Move over H&M & Co : A guide to environmental friendly fashion websites & other alternatives

Alisa Narbutas

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H&M Shop Window. Photo Credit: Elvert Barnes (Flickr)
H&M Shop Window. Photo Credit: Elvert Barnes (Flickr)

As promised in last weeks fair trade and sustainability in fashion article, I created a guide to my  favourite online shops, which offer a wide range of stylish and environmental friendly fashion.  But as beautiful as fair trade materials can be, they often exceed a small student budget (such as my own 🙁 ) and therefore some creative and cheaper alternatives are included below.

Web Shops 

// The Reformation

Screenshot The Reformation

Not only do they make killer clothes but they also don’t kill the environment ! Created back in 2009,  The Reformation provides limited-edition collections from their own factories, located in Los Angeles. They get rid of retail markups by cutting out middlemen, making sure every garment and process involved in the production is sustainable. Their wedding dress collection, is actually to die for! If that wasn’t enough, they also use renewable energy, provided by their heat-reflecting roof – good thing it’s always sunny in L.A!

// Revenvert

Screenshot Revenvert Rêve En Vert was founded three years ago and is now one of the biggest online retailers, when it comes to sustainable luxurious clothing. They selection process of designers is based on fair living wages, use of ethically-sourced materials as well as low-environmental impact materials. Definitely not student budget material but they offer a – 25% discount if you sign up to their newsletter – yay!

// People Tree (also available on Asos.com)

Screenshot People Tree

For more than twenty years People Tree has been partnering up with fair trade artisans and farmers in the developing world, in order to produce ethical and eco friendly collections. They provide a colourful range of summer dresses, everyday organic cotton shirts and lovely accessories. Adding, they currently have Sale and also do a men’s collection! Meaning you and your boyfriend (or best friend) can order in one go and save on shipping costs!

// Fair A Porter

Screenshot Fair A porter

Founded by fashion journalist Alex Bohn, Fair A Porter had one idea in mind: giving the unknown product a story and opening up about transparency and the ethical production behind it. Next to being a web shop, they also offer you style inspirations and several reviews of lifestyle products.

Alternative Shopping Guide for a Small Budget:

//DIY – Get creative!

As a student you are mostly high on ideas but low on money. As for myself, I once went to a vintage pound sale in a backyard somewhere, basically in the middle of nowhere, in north London. I spotted some great bargains and wasn’t exactly sure what to make out of them. So I looked up different YouTube tutorials, cut off some old Levis mom jeans, turned them into fancy shorts and later dyed them light purple to create my own unique look. If you need some inspiration, check out this tutorial of DIY cut off shorts below!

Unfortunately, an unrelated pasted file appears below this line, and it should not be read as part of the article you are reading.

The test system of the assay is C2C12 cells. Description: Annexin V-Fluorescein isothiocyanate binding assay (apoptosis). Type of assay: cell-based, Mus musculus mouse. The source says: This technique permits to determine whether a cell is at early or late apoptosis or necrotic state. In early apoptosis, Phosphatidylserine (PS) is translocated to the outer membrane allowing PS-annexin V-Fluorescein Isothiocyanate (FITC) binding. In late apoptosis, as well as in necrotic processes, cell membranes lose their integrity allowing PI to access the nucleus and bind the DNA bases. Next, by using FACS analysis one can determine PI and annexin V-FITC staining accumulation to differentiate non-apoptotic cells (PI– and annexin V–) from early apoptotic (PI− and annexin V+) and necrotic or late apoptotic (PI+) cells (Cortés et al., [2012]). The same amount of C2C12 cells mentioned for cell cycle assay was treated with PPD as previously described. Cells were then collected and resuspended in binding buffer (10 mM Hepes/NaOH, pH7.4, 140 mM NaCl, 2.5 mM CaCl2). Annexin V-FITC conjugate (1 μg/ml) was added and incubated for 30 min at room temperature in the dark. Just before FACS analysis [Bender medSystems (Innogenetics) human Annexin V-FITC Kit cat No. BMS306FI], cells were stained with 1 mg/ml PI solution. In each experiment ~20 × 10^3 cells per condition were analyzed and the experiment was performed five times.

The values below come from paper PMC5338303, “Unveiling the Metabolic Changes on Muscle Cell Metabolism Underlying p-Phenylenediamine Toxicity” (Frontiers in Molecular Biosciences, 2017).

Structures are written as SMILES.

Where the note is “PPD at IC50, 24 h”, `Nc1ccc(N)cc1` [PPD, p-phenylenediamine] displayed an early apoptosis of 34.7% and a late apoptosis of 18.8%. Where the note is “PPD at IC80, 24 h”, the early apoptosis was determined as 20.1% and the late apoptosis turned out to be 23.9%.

YouTube / m4keshiftmichelle – via Iframely

Another cool thing to do – take a set of old shirts  (or your dad’s, for some great oversize stuff) and turn them into stylish items by throwing a batik dye party with your friends! You can even perforate them, to get some of that Yezzy x Adidas look!

//Vintage

Oh yes, who doesn’t love a good vintage find? Dublin is the city to be in, when it comes to a wide range of vintage shops! There are too many to count but  two of my favourites are the Vintage Shop in George’s Arcade and the Dublin Vintage Factory. They offer affordable vintage pieces and the staff is always up for a good chat 🙂

//Flea Markets

Flea markets are so much fun! Normally happening on weekends, you have time to meet friends, stroll around and hunt for some bargains. Just make sure you wash your new additions first before you take them out for admiration. In the following weeks I will provide you a list of the best flea markets Dublin has to offer, so watch out!

IMPORTANT: A great way to make some room in your (potentially Narnia sized) closet, is to  pile up everything you haven’t worn for at least a year. Don’t throw away, give away – one man’s/women’s trash is another man’s/women’s treasure! This is a great opportunity to make room (for new things hehe) and to support your local charity shop.

What are your favourite sustainable designers or alternatives to the usual high street brands? Feel free to comment and I will add them to list 🙂 

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Alisa Narbutas